Xenokeryx and Giraffes – Something to Ruminate On

Miocene Ruminant Related to Modern Giraffes

If we set aside those ubiquitous rodents for a moment, then the ruminants could rightly lay claim to being one of the most diverse, geographically widespread and successful of all the mammals.  The first ruminants appeared during the Eocene Epoch and they certainly evolved into some weird and wonderful forms.  Take the latest edition to the ruminant family Xenokeryx amidalae for example, this strange Miocene beast with three horns and fangs may have helped resolve the taxonomic affinities of giraffes and the enigmatic okapi within the Class Mammalia.

An Illustration of the Newly Described Xenokeryx amidalae

Xenokeryx illustration

Xenokeryx illustration

Picture Credit: Departamento de Paleobiología, Museo Nacional de Ciencias Naturales-CSIC, Madrid, Spain

Ruminants include camels, deer, giraffes, goats, bovoids (cattle), sheep, antelopes, gazelles and a number of extinct families.  They have a highly specialised digestive tract that allows them to extract nutrients from tough plant matter through the process of fermentation.  Many evolved horns or antlers for use in fighting or display.  Prior to this Spanish discovery one ancient group of ruminants the extinct palaeomerycids were thought to be closely related to the lineage of ruminants that led to the deer and antelope (dromomerycids).  However, analysis of the skull, teeth and horns of Xenokeryx amidalae suggests that the palaeomerycids are ancestral to the giraffids, represented today by the giraffe and the okapi.

The researchers from the National Museum of Natural Sciences (Madrid), in conjunction with Berlin based colleagues were able to examine the beautifully preserved fossilised remains of an entirely new type of palaeomerycid.  These fossils were unearthed from a fossil site first explored in 1989 located near to the town of Loranca del Campo (Cuenca Province, Spain).  A number of vertebrate fossils have been collected from this highly fossiliferous site (La Retama), representing the flora and fauna of an open grassland dotted with isolated lakes.  The rocks that have produced the fossils of X. amidalae have been dated to around 15.9 to 15.4 million years ago (Langhian faunal stage of the Miocene).  Many of these early ruminants had fang-like teeth, some living deer species still have these teeth, they are used to settle disputes in the herd or in fights over mates.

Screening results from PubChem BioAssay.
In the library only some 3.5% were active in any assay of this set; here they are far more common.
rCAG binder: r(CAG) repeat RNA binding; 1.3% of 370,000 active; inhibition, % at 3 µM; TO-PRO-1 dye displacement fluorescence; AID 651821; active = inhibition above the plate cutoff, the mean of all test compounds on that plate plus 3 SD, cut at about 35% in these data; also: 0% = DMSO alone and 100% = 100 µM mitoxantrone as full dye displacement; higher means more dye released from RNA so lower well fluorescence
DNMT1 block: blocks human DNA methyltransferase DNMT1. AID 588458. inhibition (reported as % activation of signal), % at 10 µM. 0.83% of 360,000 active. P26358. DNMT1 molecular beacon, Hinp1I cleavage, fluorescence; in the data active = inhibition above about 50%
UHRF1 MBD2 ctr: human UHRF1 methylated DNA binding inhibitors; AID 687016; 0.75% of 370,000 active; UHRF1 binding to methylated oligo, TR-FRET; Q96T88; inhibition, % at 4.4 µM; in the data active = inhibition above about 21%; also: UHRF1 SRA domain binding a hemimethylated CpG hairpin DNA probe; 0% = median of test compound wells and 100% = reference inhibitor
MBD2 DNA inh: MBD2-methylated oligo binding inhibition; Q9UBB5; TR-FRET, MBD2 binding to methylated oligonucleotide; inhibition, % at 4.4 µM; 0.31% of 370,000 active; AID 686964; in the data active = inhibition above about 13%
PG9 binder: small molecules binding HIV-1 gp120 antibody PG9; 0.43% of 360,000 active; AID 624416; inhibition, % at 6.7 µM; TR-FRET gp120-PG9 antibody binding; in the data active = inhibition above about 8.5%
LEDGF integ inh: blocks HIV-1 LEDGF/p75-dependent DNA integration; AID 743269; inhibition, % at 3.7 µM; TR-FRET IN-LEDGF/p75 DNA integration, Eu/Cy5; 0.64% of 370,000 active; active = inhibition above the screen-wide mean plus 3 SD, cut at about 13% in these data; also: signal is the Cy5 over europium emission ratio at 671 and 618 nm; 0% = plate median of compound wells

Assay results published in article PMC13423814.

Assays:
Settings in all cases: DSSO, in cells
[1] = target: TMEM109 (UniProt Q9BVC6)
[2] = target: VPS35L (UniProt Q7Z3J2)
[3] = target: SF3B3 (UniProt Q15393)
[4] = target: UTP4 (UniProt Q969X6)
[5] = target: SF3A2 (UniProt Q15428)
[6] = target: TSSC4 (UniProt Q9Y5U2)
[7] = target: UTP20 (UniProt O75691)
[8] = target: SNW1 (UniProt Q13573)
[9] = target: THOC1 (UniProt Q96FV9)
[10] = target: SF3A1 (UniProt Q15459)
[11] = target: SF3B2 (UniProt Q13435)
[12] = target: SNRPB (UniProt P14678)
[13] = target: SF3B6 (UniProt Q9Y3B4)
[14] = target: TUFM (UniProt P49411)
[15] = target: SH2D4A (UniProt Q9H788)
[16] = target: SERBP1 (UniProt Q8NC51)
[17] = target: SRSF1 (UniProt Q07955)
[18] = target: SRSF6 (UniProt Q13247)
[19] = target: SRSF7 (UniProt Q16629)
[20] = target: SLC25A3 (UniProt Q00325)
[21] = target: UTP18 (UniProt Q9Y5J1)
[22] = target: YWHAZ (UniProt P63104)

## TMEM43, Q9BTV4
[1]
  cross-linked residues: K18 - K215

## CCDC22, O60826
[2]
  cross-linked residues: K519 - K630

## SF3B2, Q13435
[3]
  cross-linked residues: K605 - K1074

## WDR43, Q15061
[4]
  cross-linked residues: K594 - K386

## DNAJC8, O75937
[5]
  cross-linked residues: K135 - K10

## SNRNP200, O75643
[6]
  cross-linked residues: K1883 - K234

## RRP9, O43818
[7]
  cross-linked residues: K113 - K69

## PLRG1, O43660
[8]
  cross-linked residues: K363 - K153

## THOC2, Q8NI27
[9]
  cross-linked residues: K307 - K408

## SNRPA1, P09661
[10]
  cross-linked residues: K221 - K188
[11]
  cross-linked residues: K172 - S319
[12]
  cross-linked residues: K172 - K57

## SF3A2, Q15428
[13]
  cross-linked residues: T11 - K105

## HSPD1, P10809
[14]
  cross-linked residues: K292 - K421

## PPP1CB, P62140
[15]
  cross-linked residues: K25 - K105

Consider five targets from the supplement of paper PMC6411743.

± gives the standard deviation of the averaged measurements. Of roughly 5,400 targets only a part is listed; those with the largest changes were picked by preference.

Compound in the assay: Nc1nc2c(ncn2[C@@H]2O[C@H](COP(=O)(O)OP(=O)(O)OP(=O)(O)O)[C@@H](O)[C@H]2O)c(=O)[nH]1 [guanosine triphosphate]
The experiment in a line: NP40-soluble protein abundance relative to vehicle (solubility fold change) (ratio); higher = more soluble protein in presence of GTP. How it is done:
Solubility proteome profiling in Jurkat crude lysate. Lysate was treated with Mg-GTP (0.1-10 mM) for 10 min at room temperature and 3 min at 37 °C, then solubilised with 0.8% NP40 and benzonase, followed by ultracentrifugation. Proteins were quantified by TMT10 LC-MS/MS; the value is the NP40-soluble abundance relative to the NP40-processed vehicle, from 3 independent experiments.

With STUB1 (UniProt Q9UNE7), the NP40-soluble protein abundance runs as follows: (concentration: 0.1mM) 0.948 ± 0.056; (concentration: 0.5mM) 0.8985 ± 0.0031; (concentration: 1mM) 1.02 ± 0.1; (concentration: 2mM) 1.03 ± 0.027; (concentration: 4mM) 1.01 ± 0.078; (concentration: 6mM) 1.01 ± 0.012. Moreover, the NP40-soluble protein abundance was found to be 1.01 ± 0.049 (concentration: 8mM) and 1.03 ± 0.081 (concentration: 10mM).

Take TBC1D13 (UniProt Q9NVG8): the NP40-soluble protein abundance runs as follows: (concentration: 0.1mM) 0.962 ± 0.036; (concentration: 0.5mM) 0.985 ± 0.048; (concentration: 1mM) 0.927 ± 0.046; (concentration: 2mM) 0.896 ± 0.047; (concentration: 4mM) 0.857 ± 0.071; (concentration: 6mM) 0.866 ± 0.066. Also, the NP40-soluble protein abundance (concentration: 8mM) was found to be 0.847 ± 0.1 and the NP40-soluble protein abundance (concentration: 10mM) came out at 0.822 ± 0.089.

Skull Material Including the Occipital Appendage (A-C) and he Cranial Ossicones (D-I)

Cranial material including a bizarre "T-shaped" bony appendage.

Cranial material including a bizarre “T-shaped” bony appendage.

Picture Credit:  Departamento de Paleobiología, Museo Nacional de Ciencias Naturales-CSIC, Madrid, Spain

Like all palaeomerycids, Xenokeryx possessed three horns.  One was a strange “T-shaped” occipital process that formed a bizarre structure at the top of the skull.  The other bony horns (referred to as ossicones) were positioned over the eyes.  It is the strange occipital appendage that gave rise to the trivial name for this new palaeomerycid.  The bony structure reminded the scientists of the bizarre headgear of Queen Padme Amidala from the planet Naboo in the fourth Star Wars movie “The Phantom Menace”.  The genus name, Xenokeryx translates as “strange or alien horn”.

A New Analysis of the Ruminant Family Places Xenokeryx Basal to the Giraffids

Ancient ruminants (top) compared to extant ruminants (bottom) Queen Amidala (Star Wars) headdress inspires trivial name.

Ancient ruminants (top) compared to extant ruminants (bottom) Queen Amidala (Star Wars) headdress inspires trivial name.

Picture Credit: Israel M. Sánchez (Museo Nacional de Ciencias Naturales-CSIC, Madrid, Spain).  The illustration of Pediomeryx is by Tori Morris.

The picture above shows the newly described Spanish palaeomerycid Xenokeryx (top left) compared to the North American extinct dromomerycid Pediomeryx (top right).  An extant giraffe is picture below the Xenokeryx whilst the photograph underneath Pediomeryx is that of an extant muntjac (genus Muntiacus), a  small deer.  The study suggests that just as in the picture above the animals on the left are more closely related to each other than they are to the animals depicted on the right.  The photograph of Queen Amidala provides a clue to the inspiration behind the species name.

Commenting on the study, lead author of the research, Israel M. Sánchez stated:

“Xenokeryx has not only allowed us to learn more about the group ruminants to which it belongs, the palaeomerycids, but also has provided critical data about the origin and early history of the evolutionary line of one of the strangest ruminants families today the giraffes. “

The X. amidalae fossils have provided scientists with a better understanding of palaeomerycid anatomy and permitted the phylogenetic tree to be redefined for the ruminant group, nesting the palaeomerycids away from deer and antelope and within a clade that includes giraffes, the okapi and their ancestral forms.

A Close Up of the Spectacular Bony Skull Ornamentation (Occipital Appendage)

Fossil evidence suggests an ancestor of extant giraffes.

Fossil evidence suggests an ancestor of extant giraffes.

Picture Credit: Departamento de Paleobiología, Museo Nacional de Ciencias Naturales-CSIC, Madrid, Spain

This new fossil find and the subsequent research has certainly given palaeontologists something to chew over.

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